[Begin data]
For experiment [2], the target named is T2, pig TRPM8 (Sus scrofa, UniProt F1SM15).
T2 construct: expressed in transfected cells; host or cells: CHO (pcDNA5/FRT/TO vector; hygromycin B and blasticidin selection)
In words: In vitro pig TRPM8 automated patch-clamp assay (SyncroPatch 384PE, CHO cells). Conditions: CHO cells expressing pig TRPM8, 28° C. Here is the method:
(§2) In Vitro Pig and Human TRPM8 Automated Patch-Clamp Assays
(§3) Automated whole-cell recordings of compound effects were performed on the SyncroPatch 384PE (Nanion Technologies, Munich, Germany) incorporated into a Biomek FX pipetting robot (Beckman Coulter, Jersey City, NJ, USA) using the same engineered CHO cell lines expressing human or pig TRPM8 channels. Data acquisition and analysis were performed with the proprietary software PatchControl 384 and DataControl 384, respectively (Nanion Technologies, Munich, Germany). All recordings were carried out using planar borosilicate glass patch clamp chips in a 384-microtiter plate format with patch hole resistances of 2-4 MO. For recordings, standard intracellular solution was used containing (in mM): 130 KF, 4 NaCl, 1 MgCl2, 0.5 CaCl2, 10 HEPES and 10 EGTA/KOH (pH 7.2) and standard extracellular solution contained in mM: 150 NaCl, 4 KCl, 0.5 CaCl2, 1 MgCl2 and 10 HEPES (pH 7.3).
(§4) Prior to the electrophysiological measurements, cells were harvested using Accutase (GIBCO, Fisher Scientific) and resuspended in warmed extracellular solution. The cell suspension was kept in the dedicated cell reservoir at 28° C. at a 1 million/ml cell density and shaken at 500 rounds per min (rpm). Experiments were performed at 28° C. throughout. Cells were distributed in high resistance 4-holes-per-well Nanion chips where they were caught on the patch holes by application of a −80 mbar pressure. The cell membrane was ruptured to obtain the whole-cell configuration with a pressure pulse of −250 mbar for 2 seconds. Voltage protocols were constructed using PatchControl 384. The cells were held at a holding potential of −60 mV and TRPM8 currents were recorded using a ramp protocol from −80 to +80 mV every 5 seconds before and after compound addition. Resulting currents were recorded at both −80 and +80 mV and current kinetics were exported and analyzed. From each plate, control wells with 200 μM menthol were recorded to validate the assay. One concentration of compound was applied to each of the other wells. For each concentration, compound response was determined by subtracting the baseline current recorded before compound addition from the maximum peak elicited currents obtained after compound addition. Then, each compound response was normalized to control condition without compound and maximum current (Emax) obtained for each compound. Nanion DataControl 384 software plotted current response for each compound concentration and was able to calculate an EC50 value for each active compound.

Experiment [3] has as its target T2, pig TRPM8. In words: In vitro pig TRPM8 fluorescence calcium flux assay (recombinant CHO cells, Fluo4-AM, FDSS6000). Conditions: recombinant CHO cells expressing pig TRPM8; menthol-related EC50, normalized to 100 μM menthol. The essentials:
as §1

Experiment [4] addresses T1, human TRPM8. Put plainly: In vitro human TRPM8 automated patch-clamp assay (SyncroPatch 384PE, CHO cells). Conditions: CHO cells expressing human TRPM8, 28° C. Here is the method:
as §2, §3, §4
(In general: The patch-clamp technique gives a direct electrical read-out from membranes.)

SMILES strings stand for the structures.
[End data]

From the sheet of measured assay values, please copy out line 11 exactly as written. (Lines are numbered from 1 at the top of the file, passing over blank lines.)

(In general: The patch-clamp technique gives a direct electrical read-out from membranes.)